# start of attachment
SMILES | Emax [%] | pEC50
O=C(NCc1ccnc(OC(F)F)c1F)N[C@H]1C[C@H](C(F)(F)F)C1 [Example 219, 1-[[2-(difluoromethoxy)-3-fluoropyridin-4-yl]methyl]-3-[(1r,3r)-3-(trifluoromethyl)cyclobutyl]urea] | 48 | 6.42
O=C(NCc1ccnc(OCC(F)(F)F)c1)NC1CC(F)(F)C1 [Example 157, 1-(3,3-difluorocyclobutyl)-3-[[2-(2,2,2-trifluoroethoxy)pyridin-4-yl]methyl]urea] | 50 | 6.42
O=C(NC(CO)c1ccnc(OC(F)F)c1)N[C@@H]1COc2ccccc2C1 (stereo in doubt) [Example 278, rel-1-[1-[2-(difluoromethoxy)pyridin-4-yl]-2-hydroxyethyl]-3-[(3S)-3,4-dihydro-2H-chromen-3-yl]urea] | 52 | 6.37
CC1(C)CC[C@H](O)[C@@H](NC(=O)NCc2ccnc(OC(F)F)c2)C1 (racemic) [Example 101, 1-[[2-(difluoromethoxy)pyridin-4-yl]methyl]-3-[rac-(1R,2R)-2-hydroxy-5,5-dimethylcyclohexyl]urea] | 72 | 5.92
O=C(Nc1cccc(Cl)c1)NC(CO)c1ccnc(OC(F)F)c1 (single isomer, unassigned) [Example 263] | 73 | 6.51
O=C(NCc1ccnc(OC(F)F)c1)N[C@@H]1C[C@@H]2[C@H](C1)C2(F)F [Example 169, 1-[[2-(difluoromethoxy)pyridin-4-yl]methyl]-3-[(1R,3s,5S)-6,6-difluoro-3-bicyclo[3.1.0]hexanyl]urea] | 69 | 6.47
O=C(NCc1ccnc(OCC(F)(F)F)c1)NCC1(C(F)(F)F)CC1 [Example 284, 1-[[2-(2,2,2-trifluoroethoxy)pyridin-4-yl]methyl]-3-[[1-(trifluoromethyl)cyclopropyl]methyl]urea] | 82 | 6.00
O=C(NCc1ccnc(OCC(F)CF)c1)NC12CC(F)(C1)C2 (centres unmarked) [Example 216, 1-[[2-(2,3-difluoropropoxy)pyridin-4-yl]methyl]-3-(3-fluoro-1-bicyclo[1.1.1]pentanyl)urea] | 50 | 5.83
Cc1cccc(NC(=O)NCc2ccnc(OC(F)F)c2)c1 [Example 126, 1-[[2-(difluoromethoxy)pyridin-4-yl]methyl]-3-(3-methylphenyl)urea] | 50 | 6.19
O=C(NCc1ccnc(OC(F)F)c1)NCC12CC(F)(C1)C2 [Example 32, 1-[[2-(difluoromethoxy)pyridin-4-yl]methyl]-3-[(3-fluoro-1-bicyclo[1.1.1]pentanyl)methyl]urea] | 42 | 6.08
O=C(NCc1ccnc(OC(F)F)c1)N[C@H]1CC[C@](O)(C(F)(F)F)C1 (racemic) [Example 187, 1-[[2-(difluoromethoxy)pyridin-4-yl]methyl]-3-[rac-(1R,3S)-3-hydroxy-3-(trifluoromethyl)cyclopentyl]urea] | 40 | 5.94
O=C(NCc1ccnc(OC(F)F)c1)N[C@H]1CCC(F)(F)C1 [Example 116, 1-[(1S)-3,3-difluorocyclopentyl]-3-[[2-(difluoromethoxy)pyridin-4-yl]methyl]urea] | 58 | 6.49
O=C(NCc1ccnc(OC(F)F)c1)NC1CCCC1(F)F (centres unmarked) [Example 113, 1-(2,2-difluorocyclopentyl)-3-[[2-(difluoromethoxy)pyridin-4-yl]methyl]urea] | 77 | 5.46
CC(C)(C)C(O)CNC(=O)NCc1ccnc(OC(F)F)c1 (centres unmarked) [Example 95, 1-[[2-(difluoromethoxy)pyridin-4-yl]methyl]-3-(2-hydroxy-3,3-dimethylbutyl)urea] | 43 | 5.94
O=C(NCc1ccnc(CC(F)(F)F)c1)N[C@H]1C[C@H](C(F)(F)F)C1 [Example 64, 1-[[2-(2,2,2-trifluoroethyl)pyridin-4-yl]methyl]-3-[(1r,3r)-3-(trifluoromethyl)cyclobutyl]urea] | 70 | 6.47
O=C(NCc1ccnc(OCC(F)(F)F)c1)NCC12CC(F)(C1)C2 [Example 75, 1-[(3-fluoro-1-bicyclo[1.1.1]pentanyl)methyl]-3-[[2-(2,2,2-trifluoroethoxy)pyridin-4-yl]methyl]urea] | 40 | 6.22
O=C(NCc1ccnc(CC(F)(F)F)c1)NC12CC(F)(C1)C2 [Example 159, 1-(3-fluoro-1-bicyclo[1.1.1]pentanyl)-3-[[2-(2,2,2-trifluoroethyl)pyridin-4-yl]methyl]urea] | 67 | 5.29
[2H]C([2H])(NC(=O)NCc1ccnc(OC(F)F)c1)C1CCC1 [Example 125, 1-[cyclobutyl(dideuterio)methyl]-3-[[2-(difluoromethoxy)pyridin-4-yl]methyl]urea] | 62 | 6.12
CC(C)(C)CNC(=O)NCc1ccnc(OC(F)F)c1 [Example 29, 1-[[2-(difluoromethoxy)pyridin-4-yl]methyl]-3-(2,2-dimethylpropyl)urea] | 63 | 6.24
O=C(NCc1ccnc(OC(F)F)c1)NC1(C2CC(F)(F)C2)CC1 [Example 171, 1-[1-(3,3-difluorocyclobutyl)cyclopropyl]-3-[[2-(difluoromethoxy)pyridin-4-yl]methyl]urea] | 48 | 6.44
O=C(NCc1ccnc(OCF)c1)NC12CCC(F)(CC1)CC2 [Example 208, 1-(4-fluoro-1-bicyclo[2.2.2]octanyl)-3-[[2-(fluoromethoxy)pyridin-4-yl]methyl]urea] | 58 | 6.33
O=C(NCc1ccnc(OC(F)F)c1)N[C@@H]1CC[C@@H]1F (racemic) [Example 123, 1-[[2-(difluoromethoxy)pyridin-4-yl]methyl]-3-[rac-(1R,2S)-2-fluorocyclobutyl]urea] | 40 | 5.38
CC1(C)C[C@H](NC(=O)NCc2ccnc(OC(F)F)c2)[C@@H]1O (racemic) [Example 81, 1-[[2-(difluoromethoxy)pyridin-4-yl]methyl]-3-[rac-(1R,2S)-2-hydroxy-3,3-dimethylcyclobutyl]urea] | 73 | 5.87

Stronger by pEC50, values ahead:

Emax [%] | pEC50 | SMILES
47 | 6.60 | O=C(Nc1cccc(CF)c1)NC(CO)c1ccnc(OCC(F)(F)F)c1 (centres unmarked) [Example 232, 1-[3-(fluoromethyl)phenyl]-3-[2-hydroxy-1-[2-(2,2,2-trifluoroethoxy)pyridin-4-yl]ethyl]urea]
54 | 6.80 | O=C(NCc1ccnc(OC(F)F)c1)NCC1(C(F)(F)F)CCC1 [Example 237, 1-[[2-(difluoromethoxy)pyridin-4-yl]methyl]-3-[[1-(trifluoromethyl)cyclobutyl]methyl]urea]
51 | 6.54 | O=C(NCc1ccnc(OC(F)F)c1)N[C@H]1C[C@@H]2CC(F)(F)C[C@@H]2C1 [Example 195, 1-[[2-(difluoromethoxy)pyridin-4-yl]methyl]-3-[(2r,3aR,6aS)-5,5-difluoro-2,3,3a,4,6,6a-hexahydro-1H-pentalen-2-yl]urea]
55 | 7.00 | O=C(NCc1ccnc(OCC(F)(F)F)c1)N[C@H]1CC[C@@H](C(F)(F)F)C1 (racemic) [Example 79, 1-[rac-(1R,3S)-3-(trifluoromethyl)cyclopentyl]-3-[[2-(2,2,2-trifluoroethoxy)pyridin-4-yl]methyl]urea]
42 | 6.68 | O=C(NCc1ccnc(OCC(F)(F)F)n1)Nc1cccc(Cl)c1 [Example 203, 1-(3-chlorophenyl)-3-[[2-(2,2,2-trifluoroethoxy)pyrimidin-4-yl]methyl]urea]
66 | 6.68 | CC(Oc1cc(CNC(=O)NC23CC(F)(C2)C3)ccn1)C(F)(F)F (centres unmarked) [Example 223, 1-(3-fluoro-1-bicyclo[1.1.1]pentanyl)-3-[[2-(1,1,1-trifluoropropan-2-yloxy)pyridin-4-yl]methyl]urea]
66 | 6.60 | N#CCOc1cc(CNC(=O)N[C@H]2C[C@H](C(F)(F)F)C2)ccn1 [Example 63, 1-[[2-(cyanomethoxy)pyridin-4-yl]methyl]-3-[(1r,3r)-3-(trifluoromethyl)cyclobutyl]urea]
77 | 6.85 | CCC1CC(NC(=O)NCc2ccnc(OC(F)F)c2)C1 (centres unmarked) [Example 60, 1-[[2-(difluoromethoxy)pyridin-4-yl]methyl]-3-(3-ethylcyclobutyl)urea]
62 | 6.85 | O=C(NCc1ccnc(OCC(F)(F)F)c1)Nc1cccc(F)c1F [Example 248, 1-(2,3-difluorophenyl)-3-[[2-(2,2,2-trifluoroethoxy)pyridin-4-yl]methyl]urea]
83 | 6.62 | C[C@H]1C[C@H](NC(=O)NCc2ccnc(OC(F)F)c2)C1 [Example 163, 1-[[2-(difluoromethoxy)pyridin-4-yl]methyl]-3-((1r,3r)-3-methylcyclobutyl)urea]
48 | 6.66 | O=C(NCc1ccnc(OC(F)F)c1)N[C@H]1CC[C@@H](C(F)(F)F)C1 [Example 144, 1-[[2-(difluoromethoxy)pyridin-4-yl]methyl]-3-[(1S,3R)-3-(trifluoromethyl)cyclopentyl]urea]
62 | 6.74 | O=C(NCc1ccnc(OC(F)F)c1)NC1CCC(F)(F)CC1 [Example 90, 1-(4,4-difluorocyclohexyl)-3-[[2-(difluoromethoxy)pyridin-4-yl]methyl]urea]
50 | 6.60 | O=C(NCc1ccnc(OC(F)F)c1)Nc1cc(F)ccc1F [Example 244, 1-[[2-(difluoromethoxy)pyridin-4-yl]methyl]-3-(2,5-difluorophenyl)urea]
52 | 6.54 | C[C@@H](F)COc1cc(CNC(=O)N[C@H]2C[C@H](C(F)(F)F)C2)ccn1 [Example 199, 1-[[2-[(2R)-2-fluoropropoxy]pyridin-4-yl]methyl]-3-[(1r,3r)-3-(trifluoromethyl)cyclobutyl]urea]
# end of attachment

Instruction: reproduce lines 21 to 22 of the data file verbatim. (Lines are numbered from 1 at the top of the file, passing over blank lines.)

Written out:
O=C(NCc1ccnc(OC(F)F)c1)NC1(C2CC(F)(F)C2)CC1 [Example 171, 1-[1-(3,3-difluorocyclobutyl)cyclopropyl]-3-[[2-(difluoromethoxy)pyridin-4-yl]methyl]urea] | 48 | 6.44
O=C(NCc1ccnc(OCF)c1)NC12CCC(F)(CC1)CC2 [Example 208, 1-(4-fluoro-1-bicyclo[2.2.2]octanyl)-3-[[2-(fluoromethoxy)pyridin-4-yl]methyl]urea] | 58 | 6.33